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12 May 2024

Consideration in Common Law

by Emmanuel Bakare

“Consideration need be sufficient, not adequate” 1


Reciprocation is the basis of obligation in the exchange of services, “tit for tat” as it is recited in base metaphor.

In establishing a bilateral contract, four forms of conditions should exist:

  1. A conscionable offer must have been passed across parties
  2. An unambiguous acceptance of such offer must be freely made
  3. An intention to create legal relations must exist across the contracting parties
  4. Consideration must be made to further the acceptance of such offer

After these are established under the doctrine of clean hands 2, other forms of reciprocation through performance can be executed against the obligations set out by all parties from the onset.

Consideration will be the focus of this discussion, we will examine what definess consideration as applied in common law and the basis of its equity in establishing a valid contractual agreement on sufficient consideration and its remedies between contracting parties.

NOTE: case law involving third parties and unilateral contracts are not considered in this article, all referenced material focuses on UK precedence.

Defining Consideration

The legal authority for what defines consideration can be found by Judge LJ in Misa v Currie 3

A valuable consideration, in the sense of the law, may consist either in some right, interest, profit, or benefit accruing to the one party, or some forbearance, detriment, loss, or responsibility, given, suffered, or undertaken by the other: Comyns’s Digest, Action on the Case, Assumpsit, B. 1-15,

Consideration is defined as a benefit and detriment exchange between parties4, one party cannot suffer loss where another party gains something for consideration to be established under existing duty 5. However, consideration can be established where (detrimental) reliance on the representation of a promise and the performance of such promise by one party provides no benefit to another 67.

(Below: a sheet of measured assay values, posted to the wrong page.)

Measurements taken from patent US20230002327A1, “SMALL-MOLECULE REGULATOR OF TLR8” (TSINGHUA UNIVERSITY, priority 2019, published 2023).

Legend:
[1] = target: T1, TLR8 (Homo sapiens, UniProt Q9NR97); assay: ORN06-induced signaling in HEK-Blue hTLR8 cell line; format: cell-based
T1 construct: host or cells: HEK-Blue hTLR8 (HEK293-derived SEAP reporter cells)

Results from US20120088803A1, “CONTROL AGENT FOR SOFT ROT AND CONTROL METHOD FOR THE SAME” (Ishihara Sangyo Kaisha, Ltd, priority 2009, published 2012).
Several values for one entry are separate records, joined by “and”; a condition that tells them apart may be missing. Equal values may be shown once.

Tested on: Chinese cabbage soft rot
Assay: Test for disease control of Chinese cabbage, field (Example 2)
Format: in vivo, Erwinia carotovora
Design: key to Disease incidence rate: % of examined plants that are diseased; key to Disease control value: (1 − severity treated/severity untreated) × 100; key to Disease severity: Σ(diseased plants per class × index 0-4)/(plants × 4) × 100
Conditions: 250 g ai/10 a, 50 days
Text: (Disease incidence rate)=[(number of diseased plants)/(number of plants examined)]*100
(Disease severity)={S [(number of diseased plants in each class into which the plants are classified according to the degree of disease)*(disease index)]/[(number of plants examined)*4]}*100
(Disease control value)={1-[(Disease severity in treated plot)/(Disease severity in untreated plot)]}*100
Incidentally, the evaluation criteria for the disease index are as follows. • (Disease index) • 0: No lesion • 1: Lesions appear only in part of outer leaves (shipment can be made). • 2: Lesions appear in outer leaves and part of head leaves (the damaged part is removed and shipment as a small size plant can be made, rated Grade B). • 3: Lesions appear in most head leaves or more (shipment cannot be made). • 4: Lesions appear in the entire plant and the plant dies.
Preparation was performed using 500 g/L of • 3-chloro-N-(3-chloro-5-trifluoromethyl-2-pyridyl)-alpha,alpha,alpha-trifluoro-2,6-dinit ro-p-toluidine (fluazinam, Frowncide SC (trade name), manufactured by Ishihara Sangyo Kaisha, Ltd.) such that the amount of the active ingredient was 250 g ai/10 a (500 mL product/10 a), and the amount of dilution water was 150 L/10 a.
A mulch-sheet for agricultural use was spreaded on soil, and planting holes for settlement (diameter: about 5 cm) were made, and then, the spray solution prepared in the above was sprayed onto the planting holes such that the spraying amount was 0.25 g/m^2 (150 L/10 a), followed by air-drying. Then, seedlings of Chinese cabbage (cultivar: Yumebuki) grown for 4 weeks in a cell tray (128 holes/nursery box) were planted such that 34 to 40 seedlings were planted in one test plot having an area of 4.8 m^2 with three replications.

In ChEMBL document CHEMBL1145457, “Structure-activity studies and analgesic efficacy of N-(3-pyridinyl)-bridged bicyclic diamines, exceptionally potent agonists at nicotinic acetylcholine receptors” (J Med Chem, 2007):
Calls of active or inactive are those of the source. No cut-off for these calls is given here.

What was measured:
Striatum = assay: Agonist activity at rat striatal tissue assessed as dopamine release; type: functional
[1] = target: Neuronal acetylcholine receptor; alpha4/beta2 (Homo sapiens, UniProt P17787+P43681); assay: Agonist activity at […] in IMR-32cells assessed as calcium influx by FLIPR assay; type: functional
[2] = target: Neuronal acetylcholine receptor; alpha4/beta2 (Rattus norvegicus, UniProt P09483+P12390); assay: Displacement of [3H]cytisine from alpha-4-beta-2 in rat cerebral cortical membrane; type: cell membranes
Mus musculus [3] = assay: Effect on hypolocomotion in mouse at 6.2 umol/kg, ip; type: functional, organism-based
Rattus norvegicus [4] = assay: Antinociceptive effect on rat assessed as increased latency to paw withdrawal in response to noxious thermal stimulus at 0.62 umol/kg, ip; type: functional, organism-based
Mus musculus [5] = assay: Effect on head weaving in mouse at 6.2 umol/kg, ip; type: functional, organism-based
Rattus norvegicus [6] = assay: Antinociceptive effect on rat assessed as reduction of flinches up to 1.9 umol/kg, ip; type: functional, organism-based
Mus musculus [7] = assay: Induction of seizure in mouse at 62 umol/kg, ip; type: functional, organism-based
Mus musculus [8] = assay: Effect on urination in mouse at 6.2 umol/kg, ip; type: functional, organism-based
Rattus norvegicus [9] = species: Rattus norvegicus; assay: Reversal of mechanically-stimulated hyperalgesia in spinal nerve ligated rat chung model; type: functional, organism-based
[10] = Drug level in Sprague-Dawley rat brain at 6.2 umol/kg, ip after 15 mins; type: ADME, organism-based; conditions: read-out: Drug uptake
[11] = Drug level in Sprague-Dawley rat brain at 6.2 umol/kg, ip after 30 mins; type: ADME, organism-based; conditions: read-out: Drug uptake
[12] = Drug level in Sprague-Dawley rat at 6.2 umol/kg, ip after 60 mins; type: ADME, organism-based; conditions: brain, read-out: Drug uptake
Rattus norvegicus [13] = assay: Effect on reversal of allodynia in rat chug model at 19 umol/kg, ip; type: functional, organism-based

Lord Dunedin notes further in Dunlop v Selfridge 8 the relationship for a promise in establishing consideration:

My Lords, I am content to adopt from a work of Sir Frederick Pollock, to which I have often been under obligation, the following words as to consideration : “ An act or forbearance of one party, or the promise thereof, is the price for which the promise of the other is bought, and the promise thus given for value is enforceable.” (Pollock on Contracts, 8th ed., p. 175.)

The principle of detrimental reliance therefore comes into play in extending the definition of consideration to cover that the offer of forebearance from one party in respect to the acceptance and performance of such forbearance for a promise from another party without inherent benefit to the promisor can pose as sufficient consideration 6. However, the consideration for such promise must move from the person the promise is made to 9, it need not be done to the person who offered the promise 10 or a third party not privy to the contract at its creation 611.

We may then further conclude that what defines consideration is the process of establishing benefit and detriment with sufficient value in the eyes of the law amongst parties under contracting terms.

Doctrine of Consideration

In defining consideration, we have established that there must be benefit and detriment 3. However, we must also come to terms that benefit and detriment are not always of balanced weights. Old times before money brought exchange through barter where value was established through mutual need; If I needed a bat and had a ball, I would seek someone with a ball who needed a bat. In current times, this is sometimes still the same.

I pose the following question to the reader:

For the courts to interfere in establishing “tit-for-tat” in guaranteeing economic value of every exchange would limit the benefits of a free market and the freedom to express value and trade within such markets how it deemed fit. The basis of guaranteeing value is also not simple:

We can find reference to this problem in Thomas v Thomas 1 where a payment of £1 pound and a promise to maintain a house belonging to a widows decreased husband amounted to sufficient consideration for the widow to continue residence in the household of her husband upon his death, despite the motives of his executors who had previously agreed to such payments but later changed their mind.